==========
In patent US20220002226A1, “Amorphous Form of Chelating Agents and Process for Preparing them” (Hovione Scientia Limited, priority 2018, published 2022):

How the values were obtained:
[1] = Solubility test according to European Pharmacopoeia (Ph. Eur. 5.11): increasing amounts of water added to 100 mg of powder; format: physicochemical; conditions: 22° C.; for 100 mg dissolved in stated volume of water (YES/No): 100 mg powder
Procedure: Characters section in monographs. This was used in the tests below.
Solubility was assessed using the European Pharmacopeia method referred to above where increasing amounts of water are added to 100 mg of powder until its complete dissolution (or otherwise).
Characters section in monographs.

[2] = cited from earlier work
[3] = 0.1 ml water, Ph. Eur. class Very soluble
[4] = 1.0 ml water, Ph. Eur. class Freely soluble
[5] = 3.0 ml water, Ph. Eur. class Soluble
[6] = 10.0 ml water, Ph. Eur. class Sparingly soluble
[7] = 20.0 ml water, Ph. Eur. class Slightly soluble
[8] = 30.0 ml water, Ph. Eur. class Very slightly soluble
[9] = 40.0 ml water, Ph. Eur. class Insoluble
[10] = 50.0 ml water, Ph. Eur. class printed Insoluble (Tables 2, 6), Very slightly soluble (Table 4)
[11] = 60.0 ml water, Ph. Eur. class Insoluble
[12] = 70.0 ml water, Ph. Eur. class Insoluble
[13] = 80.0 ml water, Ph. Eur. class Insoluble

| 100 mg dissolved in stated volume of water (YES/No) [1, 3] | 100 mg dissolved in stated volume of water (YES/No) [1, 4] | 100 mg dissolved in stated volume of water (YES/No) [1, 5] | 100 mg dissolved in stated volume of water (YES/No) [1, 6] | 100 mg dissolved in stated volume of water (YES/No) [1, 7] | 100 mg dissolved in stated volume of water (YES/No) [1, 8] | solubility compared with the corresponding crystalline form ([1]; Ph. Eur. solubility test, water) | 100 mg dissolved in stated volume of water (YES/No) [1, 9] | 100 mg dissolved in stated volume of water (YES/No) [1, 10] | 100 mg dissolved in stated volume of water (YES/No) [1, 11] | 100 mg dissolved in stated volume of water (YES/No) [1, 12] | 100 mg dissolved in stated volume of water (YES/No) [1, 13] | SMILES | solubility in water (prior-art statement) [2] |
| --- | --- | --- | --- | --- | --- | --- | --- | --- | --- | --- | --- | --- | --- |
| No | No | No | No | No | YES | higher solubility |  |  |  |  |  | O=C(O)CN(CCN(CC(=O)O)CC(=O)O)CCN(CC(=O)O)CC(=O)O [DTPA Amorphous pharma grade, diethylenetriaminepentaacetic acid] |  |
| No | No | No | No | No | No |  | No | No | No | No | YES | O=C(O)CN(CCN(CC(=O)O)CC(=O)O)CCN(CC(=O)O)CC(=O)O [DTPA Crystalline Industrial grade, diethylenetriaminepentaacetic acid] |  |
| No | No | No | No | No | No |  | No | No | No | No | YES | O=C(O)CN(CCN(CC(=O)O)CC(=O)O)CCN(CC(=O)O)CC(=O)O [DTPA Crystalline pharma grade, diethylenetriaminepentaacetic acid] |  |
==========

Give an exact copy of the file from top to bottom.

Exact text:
In patent US20220002226A1, “Amorphous Form of Chelating Agents and Process for Preparing them” (Hovione Scientia Limited, priority 2018, published 2022):

How the values were obtained:
[1] = Solubility test according to European Pharmacopoeia (Ph. Eur. 5.11): increasing amounts of water added to 100 mg of powder; format: physicochemical; conditions: 22° C.; for 100 mg dissolved in stated volume of water (YES/No): 100 mg powder
Procedure: Characters section in monographs. This was used in the tests below.
Solubility was assessed using the European Pharmacopeia method referred to above where increasing amounts of water are added to 100 mg of powder until its complete dissolution (or otherwise).
Characters section in monographs.

[2] = cited from earlier work
[3] = 0.1 ml water, Ph. Eur. class Very soluble
[4] = 1.0 ml water, Ph. Eur. class Freely soluble
[5] = 3.0 ml water, Ph. Eur. class Soluble
[6] = 10.0 ml water, Ph. Eur. class Sparingly soluble
[7] = 20.0 ml water, Ph. Eur. class Slightly soluble
[8] = 30.0 ml water, Ph. Eur. class Very slightly soluble
[9] = 40.0 ml water, Ph. Eur. class Insoluble
[10] = 50.0 ml water, Ph. Eur. class printed Insoluble (Tables 2, 6), Very slightly soluble (Table 4)
[11] = 60.0 ml water, Ph. Eur. class Insoluble
[12] = 70.0 ml water, Ph. Eur. class Insoluble
[13] = 80.0 ml water, Ph. Eur. class Insoluble

| 100 mg dissolved in stated volume of water (YES/No) [1, 3] | 100 mg dissolved in stated volume of water (YES/No) [1, 4] | 100 mg dissolved in stated volume of water (YES/No) [1, 5] | 100 mg dissolved in stated volume of water (YES/No) [1, 6] | 100 mg dissolved in stated volume of water (YES/No) [1, 7] | 100 mg dissolved in stated volume of water (YES/No) [1, 8] | solubility compared with the corresponding crystalline form ([1]; Ph. Eur. solubility test, water) | 100 mg dissolved in stated volume of water (YES/No) [1, 9] | 100 mg dissolved in stated volume of water (YES/No) [1, 10] | 100 mg dissolved in stated volume of water (YES/No) [1, 11] | 100 mg dissolved in stated volume of water (YES/No) [1, 12] | 100 mg dissolved in stated volume of water (YES/No) [1, 13] | SMILES | solubility in water (prior-art statement) [2] |
| --- | --- | --- | --- | --- | --- | --- | --- | --- | --- | --- | --- | --- | --- |
| No | No | No | No | No | YES | higher solubility |  |  |  |  |  | O=C(O)CN(CCN(CC(=O)O)CC(=O)O)CCN(CC(=O)O)CC(=O)O [DTPA Amorphous pharma grade, diethylenetriaminepentaacetic acid] |  |
| No | No | No | No | No | No |  | No | No | No | No | YES | O=C(O)CN(CCN(CC(=O)O)CC(=O)O)CCN(CC(=O)O)CC(=O)O [DTPA Crystalline Industrial grade, diethylenetriaminepentaacetic acid] |  |
| No | No | No | No | No | No |  | No | No | No | No | YES | O=C(O)CN(CCN(CC(=O)O)CC(=O)O)CCN(CC(=O)O)CC(=O)O [DTPA Crystalline pharma grade, diethylenetriaminepentaacetic acid] |  |